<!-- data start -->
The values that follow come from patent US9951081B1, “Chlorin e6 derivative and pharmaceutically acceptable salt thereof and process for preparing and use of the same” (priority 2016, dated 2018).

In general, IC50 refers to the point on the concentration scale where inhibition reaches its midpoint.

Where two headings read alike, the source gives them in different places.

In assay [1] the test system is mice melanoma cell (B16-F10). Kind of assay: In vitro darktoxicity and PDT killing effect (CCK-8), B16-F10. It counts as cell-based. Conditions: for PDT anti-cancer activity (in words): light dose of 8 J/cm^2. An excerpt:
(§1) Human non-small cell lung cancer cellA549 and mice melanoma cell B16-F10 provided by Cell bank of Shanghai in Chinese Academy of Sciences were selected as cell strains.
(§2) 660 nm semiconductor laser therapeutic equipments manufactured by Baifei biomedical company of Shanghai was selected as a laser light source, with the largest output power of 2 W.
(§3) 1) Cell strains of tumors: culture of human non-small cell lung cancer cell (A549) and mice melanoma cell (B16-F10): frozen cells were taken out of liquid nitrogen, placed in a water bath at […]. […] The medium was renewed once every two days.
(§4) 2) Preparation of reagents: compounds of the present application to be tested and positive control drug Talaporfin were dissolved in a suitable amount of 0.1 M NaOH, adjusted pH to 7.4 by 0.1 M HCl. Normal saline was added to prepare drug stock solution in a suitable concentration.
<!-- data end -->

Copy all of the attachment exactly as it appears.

The values that follow come from patent US9951081B1, “Chlorin e6 derivative and pharmaceutically acceptable salt thereof and process for preparing and use of the same” (priority 2016, dated 2018).

In general, IC50 refers to the point on the concentration scale where inhibition reaches its midpoint.

Where two headings read alike, the source gives them in different places.

In assay [1] the test system is mice melanoma cell (B16-F10). Kind of assay: In vitro darktoxicity and PDT killing effect (CCK-8), B16-F10. It counts as cell-based. Conditions: for PDT anti-cancer activity (in words): light dose of 8 J/cm^2. An excerpt:
(§1) Human non-small cell lung cancer cellA549 and mice melanoma cell B16-F10 provided by Cell bank of Shanghai in Chinese Academy of Sciences were selected as cell strains.
(§2) 660 nm semiconductor laser therapeutic equipments manufactured by Baifei biomedical company of Shanghai was selected as a laser light source, with the largest output power of 2 W.
(§3) 1) Cell strains of tumors: culture of human non-small cell lung cancer cell (A549) and mice melanoma cell (B16-F10): frozen cells were taken out of liquid nitrogen, placed in a water bath at […]. […] The medium was renewed once every two days.
(§4) 2) Preparation of reagents: compounds of the present application to be tested and positive control drug Talaporfin were dissolved in a suitable amount of 0.1 M NaOH, adjusted pH to 7.4 by 0.1 M HCl. Normal saline was added to prepare drug stock solution in a suitable concentration.